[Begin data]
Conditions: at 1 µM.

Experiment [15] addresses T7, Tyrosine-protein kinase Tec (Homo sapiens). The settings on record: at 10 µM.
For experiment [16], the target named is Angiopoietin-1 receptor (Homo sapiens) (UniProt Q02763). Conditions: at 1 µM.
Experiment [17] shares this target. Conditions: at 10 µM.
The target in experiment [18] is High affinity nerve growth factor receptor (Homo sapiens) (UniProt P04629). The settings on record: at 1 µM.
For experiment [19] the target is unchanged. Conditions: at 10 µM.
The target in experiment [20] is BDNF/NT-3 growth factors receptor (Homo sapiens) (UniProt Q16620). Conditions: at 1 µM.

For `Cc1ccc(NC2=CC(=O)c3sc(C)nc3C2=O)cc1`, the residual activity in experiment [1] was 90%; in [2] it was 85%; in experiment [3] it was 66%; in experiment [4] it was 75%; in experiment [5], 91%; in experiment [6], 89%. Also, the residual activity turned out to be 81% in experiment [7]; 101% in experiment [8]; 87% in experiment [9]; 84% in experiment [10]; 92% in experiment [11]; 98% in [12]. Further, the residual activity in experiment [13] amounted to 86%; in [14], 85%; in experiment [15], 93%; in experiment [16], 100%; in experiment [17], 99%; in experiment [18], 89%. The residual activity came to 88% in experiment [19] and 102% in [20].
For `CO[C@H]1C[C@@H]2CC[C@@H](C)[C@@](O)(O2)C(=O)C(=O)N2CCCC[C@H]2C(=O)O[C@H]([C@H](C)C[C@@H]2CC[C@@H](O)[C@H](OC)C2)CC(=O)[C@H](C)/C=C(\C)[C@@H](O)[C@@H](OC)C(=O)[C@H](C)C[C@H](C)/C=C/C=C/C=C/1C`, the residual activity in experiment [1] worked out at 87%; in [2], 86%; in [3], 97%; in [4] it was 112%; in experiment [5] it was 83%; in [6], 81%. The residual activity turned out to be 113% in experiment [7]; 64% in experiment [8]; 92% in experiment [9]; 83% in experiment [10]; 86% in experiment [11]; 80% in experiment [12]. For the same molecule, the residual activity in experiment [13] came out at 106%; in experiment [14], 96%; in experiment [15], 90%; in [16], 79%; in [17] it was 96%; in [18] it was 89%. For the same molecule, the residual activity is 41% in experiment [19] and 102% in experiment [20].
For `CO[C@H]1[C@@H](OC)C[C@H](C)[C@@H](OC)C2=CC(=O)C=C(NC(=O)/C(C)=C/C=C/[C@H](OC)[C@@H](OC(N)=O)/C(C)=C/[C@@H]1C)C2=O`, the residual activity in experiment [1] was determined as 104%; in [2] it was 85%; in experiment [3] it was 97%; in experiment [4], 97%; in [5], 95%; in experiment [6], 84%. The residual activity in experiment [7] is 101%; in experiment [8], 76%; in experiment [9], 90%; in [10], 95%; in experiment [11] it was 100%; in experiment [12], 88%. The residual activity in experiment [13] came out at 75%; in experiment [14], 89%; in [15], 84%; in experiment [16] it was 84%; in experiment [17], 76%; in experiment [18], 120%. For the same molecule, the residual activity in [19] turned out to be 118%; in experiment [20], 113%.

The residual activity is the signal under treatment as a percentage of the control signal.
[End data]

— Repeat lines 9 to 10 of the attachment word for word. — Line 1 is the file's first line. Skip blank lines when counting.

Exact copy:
For `CO[C@H]1C[C@@H]2CC[C@@H](C)[C@@](O)(O2)C(=O)C(=O)N2CCCC[C@H]2C(=O)O[C@H]([C@H](C)C[C@@H]2CC[C@@H](O)[C@H](OC)C2)CC(=O)[C@H](C)/C=C(\C)[C@@H](O)[C@@H](OC)C(=O)[C@H](C)C[C@H](C)/C=C/C=C/C=C/1C`, the residual activity in experiment [1] worked out at 87%; in [2], 86%; in [3], 97%; in [4] it was 112%; in experiment [5] it was 83%; in [6], 81%. The residual activity turned out to be 113% in experiment [7]; 64% in experiment [8]; 92% in experiment [9]; 83% in experiment [10]; 86% in experiment [11]; 80% in experiment [12]. For the same molecule, the residual activity in experiment [13] came out at 106%; in experiment [14], 96%; in experiment [15], 90%; in [16], 79%; in [17] it was 96%; in [18] it was 89%. For the same molecule, the residual activity is 41% in experiment [19] and 102% in experiment [20].
For `CO[C@H]1[C@@H](OC)C[C@H](C)[C@@H](OC)C2=CC(=O)C=C(NC(=O)/C(C)=C/C=C/[C@H](OC)[C@@H](OC(N)=O)/C(C)=C/[C@@H]1C)C2=O`, the residual activity in experiment [1] was determined as 104%; in [2] it was 85%; in experiment [3] it was 97%; in experiment [4], 97%; in [5], 95%; in experiment [6], 84%. The residual activity in experiment [7] is 101%; in experiment [8], 76%; in experiment [9], 90%; in [10], 95%; in experiment [11] it was 100%; in experiment [12], 88%. The residual activity in experiment [13] came out at 75%; in experiment [14], 89%; in [15], 84%; in experiment [16] it was 84%; in experiment [17], 76%; in experiment [18], 120%. For the same molecule, the residual activity in [19] turned out to be 118%; in experiment [20], 113%.